Saturday

16th Dec 2017

Magazine

EU cities try their own 'Ubers'

  • The so-called sharing economy has reshaped how we live and work, while shaking up traditional industries. (Photo: Nucleo)

Frustrated that they no longer really knew what was happening in their own neighbourhood, Gaspar Horvath and a group of friends clubbed together to set up an online platform to share information - and anything else from ladders to a helping hand - with others in their area.

Two years later, more than 40,000 people in Hungary are using the platform, called OurStreet.

Thank you for reading EUobserver!

Subscribe now for a 30 day free trial.

  1. €150 per year
  2. or €15 per month
  3. Cancel anytime

EUobserver is an independent, not-for-profit news organization that publishes daily news reports, analysis, and investigations from Brussels and the EU member states. We are an indispensable news source for anyone who wants to know what is going on in the EU.

We are mainly funded by advertising and subscription revenues. As advertising revenues are falling fast, we depend on subscription revenues to support our journalism.

For group, corporate or student subscriptions, please contact us. See also our full Terms of Use.

If you already have an account click here to login.

  • A loosening of regulation on sharing renewable energy resources in Germany by 2018 means people will be able to rent out energy from one day to another. (Photo: Panos Mitsios/Greenpeace)

"You don't have to buy everything - you can share with others, sharing is the value in itself, ownership is unnecessary," Horvath told EUobserver.

He sees the site as fulfilling a public function, to create a more liveable community, and thinks such platforms could be an ideal communication channel between the local government and citizens.

Horvath is among a new generation of entrepreneurs attempting to bridge the gap between the sharing economy, exemplified by firms like Airbnb and Uber, and the old world of government bureaucracies.

Cities have reacted to these changes in technology and economy in a variety of ways – some have banned or restricted both Uber and Airbnb. Others have welcomed them as a boost to the economy.

But some experts are looking closely, and hoping that cities learn deeper lessons from these so-called disruptors.

"It's a wake-up call in areas where there has been no innovation, for example the taxi industry. They introduce whole new ways of collecting customers," Dorthe Nielsen, policy director of Eurocities, a network of European cities, told EUobserver.

The "secret" to the success of these companies is that they don't have assets themselves, and they provide the right platform for sharing. Smartphones make them easy and fast to use, while the market is global, so they can expand on a massive scale.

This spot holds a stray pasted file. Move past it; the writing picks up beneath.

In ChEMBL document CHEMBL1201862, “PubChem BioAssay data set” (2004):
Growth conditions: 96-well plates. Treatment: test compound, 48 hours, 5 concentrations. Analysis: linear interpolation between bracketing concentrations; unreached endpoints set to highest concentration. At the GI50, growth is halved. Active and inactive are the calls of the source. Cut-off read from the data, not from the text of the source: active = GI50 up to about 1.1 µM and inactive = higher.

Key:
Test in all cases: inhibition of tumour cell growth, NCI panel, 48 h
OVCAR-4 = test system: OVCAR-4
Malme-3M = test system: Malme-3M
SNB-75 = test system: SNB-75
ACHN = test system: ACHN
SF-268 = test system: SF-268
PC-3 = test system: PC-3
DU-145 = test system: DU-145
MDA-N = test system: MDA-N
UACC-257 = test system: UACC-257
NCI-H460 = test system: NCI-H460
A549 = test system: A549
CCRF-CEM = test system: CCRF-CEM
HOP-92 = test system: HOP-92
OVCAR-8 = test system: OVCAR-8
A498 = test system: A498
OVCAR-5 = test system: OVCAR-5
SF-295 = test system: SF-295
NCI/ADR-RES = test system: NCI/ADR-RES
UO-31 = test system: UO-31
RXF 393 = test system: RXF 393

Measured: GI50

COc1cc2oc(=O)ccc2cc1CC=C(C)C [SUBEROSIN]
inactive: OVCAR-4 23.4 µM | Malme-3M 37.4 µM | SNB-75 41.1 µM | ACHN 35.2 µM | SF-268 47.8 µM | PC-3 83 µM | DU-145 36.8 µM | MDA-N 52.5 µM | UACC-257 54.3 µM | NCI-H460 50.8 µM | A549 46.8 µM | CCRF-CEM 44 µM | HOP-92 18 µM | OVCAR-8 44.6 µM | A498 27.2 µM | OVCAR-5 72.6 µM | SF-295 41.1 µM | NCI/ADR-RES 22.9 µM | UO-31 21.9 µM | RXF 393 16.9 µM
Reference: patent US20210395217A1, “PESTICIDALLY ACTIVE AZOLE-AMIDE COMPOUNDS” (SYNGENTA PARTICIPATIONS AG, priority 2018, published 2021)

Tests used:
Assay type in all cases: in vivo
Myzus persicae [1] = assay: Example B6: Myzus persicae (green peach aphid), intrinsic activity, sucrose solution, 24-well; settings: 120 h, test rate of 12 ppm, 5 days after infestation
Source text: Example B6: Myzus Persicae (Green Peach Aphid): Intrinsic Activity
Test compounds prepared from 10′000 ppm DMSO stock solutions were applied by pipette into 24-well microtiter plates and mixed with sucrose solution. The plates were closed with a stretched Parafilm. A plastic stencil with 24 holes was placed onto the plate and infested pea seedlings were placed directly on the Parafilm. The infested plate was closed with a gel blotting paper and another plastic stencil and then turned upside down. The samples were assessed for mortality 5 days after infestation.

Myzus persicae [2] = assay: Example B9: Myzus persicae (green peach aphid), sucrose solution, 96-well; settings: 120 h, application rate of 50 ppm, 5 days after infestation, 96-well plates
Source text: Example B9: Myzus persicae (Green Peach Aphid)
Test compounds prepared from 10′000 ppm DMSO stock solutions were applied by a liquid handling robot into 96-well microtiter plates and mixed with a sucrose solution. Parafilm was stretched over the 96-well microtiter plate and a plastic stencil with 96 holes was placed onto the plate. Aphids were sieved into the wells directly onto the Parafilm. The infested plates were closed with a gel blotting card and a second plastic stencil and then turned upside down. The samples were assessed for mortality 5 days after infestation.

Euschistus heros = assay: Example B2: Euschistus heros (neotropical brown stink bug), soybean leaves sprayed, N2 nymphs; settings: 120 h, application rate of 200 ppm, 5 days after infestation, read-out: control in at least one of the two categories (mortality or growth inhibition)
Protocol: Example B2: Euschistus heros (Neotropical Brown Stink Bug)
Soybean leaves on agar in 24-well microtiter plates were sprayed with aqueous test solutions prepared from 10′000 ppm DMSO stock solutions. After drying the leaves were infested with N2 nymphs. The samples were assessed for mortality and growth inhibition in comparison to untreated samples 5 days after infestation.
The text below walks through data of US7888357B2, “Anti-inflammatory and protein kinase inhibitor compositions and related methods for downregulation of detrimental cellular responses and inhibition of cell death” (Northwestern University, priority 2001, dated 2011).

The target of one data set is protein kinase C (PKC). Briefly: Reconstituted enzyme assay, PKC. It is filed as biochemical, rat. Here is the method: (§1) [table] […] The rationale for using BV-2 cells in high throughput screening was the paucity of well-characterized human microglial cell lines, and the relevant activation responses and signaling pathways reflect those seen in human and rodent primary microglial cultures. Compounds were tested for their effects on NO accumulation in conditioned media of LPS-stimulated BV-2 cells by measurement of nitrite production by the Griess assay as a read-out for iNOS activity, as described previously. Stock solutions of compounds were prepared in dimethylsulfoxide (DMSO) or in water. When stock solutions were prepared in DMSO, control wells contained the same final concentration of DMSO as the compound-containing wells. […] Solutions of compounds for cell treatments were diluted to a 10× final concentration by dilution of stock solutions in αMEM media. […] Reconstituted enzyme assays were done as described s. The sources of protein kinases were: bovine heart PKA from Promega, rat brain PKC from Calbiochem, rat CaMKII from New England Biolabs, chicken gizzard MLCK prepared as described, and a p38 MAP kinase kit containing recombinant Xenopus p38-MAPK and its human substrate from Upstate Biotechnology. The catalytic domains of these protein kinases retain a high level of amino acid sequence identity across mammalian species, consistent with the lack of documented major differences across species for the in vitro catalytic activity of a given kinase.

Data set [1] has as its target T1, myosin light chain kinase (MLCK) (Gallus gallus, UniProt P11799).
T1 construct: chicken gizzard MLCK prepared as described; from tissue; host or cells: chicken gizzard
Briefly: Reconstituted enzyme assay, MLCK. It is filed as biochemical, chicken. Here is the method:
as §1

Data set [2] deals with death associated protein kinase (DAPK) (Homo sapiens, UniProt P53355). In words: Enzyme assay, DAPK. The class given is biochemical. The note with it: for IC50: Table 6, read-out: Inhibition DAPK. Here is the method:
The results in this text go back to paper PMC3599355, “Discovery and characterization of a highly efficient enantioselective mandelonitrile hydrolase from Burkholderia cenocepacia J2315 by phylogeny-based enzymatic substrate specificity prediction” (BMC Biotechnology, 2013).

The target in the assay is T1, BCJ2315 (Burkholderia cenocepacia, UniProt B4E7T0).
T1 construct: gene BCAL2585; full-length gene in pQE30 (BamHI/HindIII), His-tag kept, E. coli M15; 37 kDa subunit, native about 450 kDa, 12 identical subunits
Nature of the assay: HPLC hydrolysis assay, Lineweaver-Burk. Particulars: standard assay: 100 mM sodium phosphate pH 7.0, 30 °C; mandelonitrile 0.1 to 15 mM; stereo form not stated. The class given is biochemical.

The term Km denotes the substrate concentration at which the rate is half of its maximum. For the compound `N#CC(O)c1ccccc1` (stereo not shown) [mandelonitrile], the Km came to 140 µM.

"For cities it is more interesting if a service pulls together resources from a neighbourhood that build communities," she said, "these have real added value to the cities."

She cites examples of smaller car-sharing services emerging in cities where Uber was banned.

Digital democracy

Eurocities is overseeing research into the possibility of using digital platforms to improve public services and will hold its annual conference in Milan in November on the subject.

"Digital platforms are fundamentally changing public administrations, by incorporating ideas from citizens in places like Utrecht, Ghent, Bologna, Copenhagen or Amsterdam," Nielsen said.

These platforms are used to test citizens' wishes, or to assess what core issues are important for locals. Some local governments use it for example to decide on the use of public spaces.

"Local governments are usually not very innovative," says Alanus von Radecki, at Fraunhofer IAO research institute in Germany, who studies urban engineering and development.

But he highlights some who are making headway. For example, Eindhoven and London are tailoring services based on data monitoring, and providing open data to their citizens.

More sharing

And there is more to come.

Radecki thinks the next possible sector where online sharing services might come up is energy. A loosening of regulation on sharing renewable energy resources in Germany by 2018 means people will be able to rent out energy from one day to another.

Nielsen thinks the next sector where the sharing economy could thrive could be health, with care for elderly people for instance enhanced by a web-based community.